I write and read short stories and novels—and I like both for different reasons.
I find short stories easier to write, but I enjoy writing novels and novellas a lot more. I also love reading novels, but in recent months my reading time has been severely limited, so short stories make up the majority of my reading list right now.
All About The Word Count
I’ve noticed in the past that a lot of people write off short stories as second best—not on the same level as novels.
There are many reasons for people to claim this, but my own personal guess is that it’s because word count feels like it’s everything.
The idea of authors publishing long novels with word counts of over 50,000 words is so romanticized in the modern writing community that I suppose the thought of writing a short story with “a mere few thousand words” isn’t quite as impressive anymore.
What Makes A Good Story?
Truthfully, I shared that same view for a while myself. I thought writing short stories was purely a way to practice writing so I could write longer stories (writing short stories is great practice, by the way).
So which is better? Short stories, or novels? And ultimately…how long does a story need to be in order to be considered “good”?
Novels are known for their length—perfect to read on a rainy afternoon, curled up on the couch with a cup of coffee or tea—not so perfect to read during your commute, school, work, or other responsibilities. Some short stories/flash fictions are over 5,000 words, while others are as short as six words, so you could reasonably read a few throughout the day or between daily activities.
One thing that I love about novels is that they take me away to different times and places—I can see situations play out that I never would have dreamed of. By the time I’m done reading, I’m usually so immersed in the story’s world that it takes me a while to come back to reality.
Short stories usually don’t have the luxury of slowly sucking a reader into the story’s world over time. With just a few thousand words, short stories need to capture a reader’s attention and keep it till the very end.
Even if the short story takes place in a fantasy world or alternate reality, the short story has to plunge the reader into the story world right away without taking the time to subtly show or explain every detail.
Since short stories are short, any world-building included usually needs to be clear enough that the reader will understand it quickly/easily. With novels, readers are expected to learn how the world works as they go, over the course of the entire story.
I think my one major complaint about short stories is the characters. If a short story features characters that I really like, it’s rather sad when you get to the end of the short story and that’s it. There’s a lot you never get to learn about the characters.
Novels allow readers to get to know the characters on a deeper level for a longer period of time.
I find it easier to think about the themes I find in short stories than in novels. In novels, the themes are woven and hidden behind a lot of world-building, characters, descriptions, and plot points. I may acknowledge that they’re there, but I’m usually not lying awake in bed at 3am thinking about the novel’s themes (except for a few earth-shattering exceptions, that is).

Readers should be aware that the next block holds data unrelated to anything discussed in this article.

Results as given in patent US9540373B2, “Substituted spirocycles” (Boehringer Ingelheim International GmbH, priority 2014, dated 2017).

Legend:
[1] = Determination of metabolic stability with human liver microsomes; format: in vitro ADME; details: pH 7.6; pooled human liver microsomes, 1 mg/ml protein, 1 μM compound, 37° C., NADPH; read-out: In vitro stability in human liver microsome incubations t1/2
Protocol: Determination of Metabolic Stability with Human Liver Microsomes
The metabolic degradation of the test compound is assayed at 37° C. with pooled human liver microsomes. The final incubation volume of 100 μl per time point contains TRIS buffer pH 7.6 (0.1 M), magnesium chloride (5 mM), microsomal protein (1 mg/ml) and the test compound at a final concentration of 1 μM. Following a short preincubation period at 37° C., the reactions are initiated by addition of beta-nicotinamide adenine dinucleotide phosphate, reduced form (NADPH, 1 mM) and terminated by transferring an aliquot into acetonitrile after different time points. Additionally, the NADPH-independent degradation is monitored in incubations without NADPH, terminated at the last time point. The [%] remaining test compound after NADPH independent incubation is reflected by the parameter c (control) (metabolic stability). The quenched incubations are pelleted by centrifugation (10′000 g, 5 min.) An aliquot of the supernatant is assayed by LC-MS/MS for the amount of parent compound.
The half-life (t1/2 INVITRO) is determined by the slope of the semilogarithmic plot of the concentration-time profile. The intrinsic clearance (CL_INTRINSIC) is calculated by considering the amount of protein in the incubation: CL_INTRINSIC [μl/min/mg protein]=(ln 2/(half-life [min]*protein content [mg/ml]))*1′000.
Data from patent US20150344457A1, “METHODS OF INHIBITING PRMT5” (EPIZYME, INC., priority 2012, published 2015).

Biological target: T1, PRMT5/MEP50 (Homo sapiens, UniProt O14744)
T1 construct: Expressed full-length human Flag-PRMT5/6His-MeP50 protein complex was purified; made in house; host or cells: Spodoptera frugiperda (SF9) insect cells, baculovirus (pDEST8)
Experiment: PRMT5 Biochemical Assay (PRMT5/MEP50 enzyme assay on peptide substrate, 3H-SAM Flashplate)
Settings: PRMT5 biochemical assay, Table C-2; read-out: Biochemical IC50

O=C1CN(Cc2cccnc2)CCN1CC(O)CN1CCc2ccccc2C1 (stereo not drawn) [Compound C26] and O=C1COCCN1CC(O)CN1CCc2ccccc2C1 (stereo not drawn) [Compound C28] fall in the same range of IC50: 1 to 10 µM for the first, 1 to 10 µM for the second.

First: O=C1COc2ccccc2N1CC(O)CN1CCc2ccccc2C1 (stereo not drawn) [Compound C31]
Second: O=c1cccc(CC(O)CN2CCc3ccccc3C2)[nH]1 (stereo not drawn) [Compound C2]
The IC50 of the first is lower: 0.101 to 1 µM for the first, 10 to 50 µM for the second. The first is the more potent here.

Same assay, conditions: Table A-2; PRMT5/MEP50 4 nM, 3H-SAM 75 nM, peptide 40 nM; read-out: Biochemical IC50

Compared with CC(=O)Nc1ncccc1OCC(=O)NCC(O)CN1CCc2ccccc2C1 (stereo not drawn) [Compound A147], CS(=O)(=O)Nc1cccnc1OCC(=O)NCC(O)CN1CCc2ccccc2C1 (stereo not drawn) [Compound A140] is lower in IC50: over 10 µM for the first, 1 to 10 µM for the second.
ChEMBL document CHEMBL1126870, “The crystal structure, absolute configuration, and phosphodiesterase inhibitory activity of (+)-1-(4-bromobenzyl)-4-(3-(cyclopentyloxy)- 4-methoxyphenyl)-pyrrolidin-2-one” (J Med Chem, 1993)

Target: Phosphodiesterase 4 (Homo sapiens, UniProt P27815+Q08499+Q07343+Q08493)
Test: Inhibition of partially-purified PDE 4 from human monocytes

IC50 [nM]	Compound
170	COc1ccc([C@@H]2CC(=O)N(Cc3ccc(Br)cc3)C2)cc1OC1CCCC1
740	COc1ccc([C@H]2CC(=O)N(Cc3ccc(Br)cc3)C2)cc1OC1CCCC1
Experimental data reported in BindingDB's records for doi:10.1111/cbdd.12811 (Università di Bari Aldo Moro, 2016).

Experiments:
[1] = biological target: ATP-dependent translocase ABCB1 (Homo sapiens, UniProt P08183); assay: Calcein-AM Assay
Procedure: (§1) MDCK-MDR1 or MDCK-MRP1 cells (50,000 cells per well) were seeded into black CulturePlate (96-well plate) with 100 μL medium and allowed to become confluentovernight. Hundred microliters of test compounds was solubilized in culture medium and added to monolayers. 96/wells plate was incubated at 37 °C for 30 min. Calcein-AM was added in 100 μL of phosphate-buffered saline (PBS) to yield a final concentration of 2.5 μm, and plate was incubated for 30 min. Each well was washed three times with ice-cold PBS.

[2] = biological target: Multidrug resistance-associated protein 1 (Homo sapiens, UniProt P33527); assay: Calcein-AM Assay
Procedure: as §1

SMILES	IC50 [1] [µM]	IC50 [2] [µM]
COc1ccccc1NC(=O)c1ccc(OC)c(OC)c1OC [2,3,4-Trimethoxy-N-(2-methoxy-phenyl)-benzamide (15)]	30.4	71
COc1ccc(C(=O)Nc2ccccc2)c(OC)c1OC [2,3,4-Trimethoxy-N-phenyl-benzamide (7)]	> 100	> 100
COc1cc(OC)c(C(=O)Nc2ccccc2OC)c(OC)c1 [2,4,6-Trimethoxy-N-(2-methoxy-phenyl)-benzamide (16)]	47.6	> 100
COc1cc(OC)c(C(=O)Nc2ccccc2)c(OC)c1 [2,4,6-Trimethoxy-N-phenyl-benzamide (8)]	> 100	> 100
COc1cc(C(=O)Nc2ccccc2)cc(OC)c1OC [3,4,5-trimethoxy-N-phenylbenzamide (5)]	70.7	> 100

With most short stories, themes appear to be central to the plot/concept. In many short stories I’ve read, the majority of the descriptions, characters, and dialogue seem to be focused on the themes, so by the time I’m done with the story, it’s the only thing on my mind.
I think we’ve all had this experience…
You start reading a story and it’s really interesting—the plot, characters, descriptions, and worldbuilding are amazing! You continue reading, only to find that the story has the worst ending you could have imagined…
This can certainly happen in both short stories and novels. The only difference is how much time it takes you to read and find out the story has a terrible ending.
Hint: it takes far less time to read a short story than it does a novel.
At the end of the day, a story can be good or bad regardless of its length. I’ve learned from personal experience that trying to stretch a concept that would make a great short story out into a 60,000-word novel doesn’t work well, and neither does taking a complicated plot and trying to shove it into a 1,500-word short story.
Stories should be as long or short as they need to be—so there’s no need to stress out if the stories you write don’t have the highest word count.
What Are Your Standards?
I always thought that since the publishing industry has word count standards, I had to do my absolute best to meet those standards. But if I focus solely on getting a bunch of words onto the page rather than telling a great story, then I’ve already failed by my own standards—industry aside.
A story isn’t bad just because it’s short, or good just because it’s long. The best stories (long and short) that I’ve ever read have two things in common.
They all had interesting concepts, and the writers executed the concepts well in their writing.
Before You Go…
What are your thoughts on short stories? Do you enjoy reading or writing them?
Let me know down in the comments!
Want to read a short story I wrote? Click here to read my newest published short story Home!
Looking For More Inspiration?
I have a gift for you! Subscribe to my newsletter to receive a free book of 50 fantasy dialogue prompts!
Great article, Thirzah! I prefer short stories to read, and long stories to drive in the car on long trips with. As far as writing, I have only ever written short stories, mainly in the interest of time, and also because I’m used to visual art, where the becoming of a thing is rather swift and satisfying. Perhaps one day I will go back to reading long novels, and maybe one day writing them. Thanks again for making us think!